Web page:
Friday, June 29, 2012

Comparing Styles: Video of Kim Myung Soo Teaching The Korean Powdered Tea Ceremony

Above is a video of tea master Kim Myung Soo teaching the Korean powdered tea ceremony to Pedro. One studied extensively under Kim Myung Soo and directed Pedro to her on his second trip to Korea. He did pretty good as this is his first time learning the ceremony. This is how the tea ceremony is often taught to individuals, they are placed facing the teacher and just continue to go through the motions until the routine is put to memory. It is refined a bit and individual differences or very slight modifications are tolerated.

 You will instantly notice upon watching the video that this tea ceremony is quite different than the Korean powdered tea ceremony video of Hong Kyeong Hee. This is completely normal and accepted in Korea as the powdered tea ceremony has no strict prescribed pattern that has been passed down. Rather basic principles are followed and naturalness is most prized. Of note is that both Hong Kyeong Hee and Kim Myung Soo's ceremonies are almost exactly 10 minutes long.

In Hong Kyeong Hee's ceremony he is just a little bit unnatural and robotic in this movements at the beginning of his performance. This could just be from nerves as he settles into more natural movements and pace as the tea ceremony progresses. Sometimes his tea ceremony feels as thought it lacks some natural feeling with the pauses being too poignant and slightly overdone with not enough fluidity between actions. Nonetheless, it is a great powdered tea ceremony.

Kim Myung Soo's ceremony has much more of a natural flow. Her movements are relaxed, unpretentious, and have a nice continuity to them. They seem a bit more genuine. Of course this may have a bit to do with the fact that she is not preforming this ceremony in a foreign country in front of an audience.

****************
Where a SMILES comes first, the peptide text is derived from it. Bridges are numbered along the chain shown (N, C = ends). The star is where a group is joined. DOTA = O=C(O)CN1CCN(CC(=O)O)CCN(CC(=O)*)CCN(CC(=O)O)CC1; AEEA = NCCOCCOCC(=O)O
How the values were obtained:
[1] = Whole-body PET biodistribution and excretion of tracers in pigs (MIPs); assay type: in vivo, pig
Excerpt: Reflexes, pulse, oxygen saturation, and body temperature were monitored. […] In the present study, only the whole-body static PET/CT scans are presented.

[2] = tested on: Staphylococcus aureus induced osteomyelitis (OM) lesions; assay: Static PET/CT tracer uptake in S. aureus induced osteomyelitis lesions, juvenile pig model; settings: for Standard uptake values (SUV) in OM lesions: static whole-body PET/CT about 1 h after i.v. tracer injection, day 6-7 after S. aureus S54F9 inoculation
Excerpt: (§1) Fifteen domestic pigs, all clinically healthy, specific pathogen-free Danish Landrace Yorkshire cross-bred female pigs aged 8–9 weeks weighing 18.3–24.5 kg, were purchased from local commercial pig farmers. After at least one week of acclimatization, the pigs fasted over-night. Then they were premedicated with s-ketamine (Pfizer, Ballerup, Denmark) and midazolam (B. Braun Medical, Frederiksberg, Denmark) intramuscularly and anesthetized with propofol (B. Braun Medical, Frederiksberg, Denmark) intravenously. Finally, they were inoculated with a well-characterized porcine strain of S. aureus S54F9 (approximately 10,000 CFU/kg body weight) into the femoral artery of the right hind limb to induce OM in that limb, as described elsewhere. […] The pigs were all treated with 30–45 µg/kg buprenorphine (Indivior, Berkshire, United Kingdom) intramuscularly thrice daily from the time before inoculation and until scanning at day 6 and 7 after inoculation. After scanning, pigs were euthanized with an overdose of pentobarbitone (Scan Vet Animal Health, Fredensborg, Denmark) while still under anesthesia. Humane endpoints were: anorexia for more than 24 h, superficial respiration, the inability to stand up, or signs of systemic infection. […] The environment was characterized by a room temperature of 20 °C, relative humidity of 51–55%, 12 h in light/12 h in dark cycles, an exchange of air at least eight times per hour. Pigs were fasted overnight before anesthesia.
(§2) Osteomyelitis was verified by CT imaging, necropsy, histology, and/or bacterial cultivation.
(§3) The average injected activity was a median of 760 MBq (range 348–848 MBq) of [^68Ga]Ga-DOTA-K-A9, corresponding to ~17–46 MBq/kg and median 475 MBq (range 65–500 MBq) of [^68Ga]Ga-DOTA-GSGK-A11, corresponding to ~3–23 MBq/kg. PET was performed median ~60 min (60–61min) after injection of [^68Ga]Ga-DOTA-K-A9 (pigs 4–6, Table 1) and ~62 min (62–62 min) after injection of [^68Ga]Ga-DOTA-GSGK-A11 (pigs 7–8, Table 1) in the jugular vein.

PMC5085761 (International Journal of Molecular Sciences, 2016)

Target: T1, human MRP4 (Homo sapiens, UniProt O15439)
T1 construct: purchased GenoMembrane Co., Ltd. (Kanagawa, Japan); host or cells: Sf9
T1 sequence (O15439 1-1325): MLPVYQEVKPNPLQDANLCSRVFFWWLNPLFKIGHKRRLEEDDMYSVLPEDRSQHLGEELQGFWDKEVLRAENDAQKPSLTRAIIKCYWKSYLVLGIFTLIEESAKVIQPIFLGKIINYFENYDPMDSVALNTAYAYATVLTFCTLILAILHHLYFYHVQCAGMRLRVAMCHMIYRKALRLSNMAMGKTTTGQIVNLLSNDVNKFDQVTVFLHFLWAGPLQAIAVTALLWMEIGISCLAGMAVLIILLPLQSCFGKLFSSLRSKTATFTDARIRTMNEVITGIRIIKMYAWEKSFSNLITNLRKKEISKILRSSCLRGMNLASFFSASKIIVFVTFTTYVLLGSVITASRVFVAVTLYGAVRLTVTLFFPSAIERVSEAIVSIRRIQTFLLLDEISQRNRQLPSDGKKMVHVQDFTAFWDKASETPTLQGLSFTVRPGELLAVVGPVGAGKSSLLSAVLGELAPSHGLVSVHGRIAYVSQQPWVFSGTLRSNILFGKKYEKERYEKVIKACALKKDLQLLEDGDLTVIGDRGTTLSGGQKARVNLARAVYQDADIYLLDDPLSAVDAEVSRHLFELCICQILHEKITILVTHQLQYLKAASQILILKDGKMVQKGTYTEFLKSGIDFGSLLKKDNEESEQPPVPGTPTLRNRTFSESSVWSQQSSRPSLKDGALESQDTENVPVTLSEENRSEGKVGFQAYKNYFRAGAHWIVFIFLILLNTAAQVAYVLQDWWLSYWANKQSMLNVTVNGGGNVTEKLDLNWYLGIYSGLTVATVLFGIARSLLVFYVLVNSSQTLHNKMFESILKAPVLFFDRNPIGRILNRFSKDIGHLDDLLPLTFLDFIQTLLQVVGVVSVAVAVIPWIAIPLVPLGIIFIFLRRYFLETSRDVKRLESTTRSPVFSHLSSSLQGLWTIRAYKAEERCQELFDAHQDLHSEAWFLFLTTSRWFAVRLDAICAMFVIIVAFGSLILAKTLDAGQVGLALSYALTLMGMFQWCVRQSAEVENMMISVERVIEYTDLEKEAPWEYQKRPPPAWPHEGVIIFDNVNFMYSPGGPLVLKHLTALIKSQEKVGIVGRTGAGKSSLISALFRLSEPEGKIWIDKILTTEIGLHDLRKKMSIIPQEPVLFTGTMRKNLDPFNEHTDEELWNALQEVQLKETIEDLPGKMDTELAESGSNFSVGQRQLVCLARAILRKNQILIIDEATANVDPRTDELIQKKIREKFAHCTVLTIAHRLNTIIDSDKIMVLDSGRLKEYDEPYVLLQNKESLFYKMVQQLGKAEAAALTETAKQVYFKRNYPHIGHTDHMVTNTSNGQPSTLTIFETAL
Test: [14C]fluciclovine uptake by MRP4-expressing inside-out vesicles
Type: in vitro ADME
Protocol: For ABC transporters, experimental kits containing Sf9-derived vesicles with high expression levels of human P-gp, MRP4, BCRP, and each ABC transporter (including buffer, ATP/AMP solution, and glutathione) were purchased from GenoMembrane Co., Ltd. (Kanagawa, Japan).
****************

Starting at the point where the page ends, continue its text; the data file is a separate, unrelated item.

What is most important is the lesson that Kim Myong Soo expounds at the end of the video. She reveals that the true core of all Korean tea ceremonies has less to do with timing, pace, and movements and more to do with the sincerity of the connection between the heart and mind of the host and guest. The tea and the ceremony surrounding it acts as a conduit to strengthen this bond.



Eric G. said...

One reason Hong Kyeong Hee was a bit "robotic" was because he had a cold. Given that, i think he did a pretty good job.

Matt said...

Eric G,

A cold, nerves, maybe jet lag, considering everything "he did a pretty good job"!

Thanks for giving us an insider's view of this performance. Get the feeling that overall everyone in attendance was moved by the ceremony and that's what counts.


Jason M. Cohen said...

Dear Matt,

I think it is hard to judge from the video,
But the preformance had a proufound effect on the packed room,
And despite being a full house, the ceremony was silent except for the Dangedum.

It is very intresting to compare though!

All the Best,

Matt said...

Jason M. Cohen,

The video and especially the commentary seems to suggest that Hong Kyeong Hee's tea ceremony really did touch everyone in attendance. Again, this is something that can only be attained by something that is beyond just movements alone and is really hard to capture on video or to quantify or describe in words. This is the Korean Way of Tea.

As Kim Myung Soo suggests, he must have made a connection through the ceremony thereby touching the hearts and minds of those sharing in it.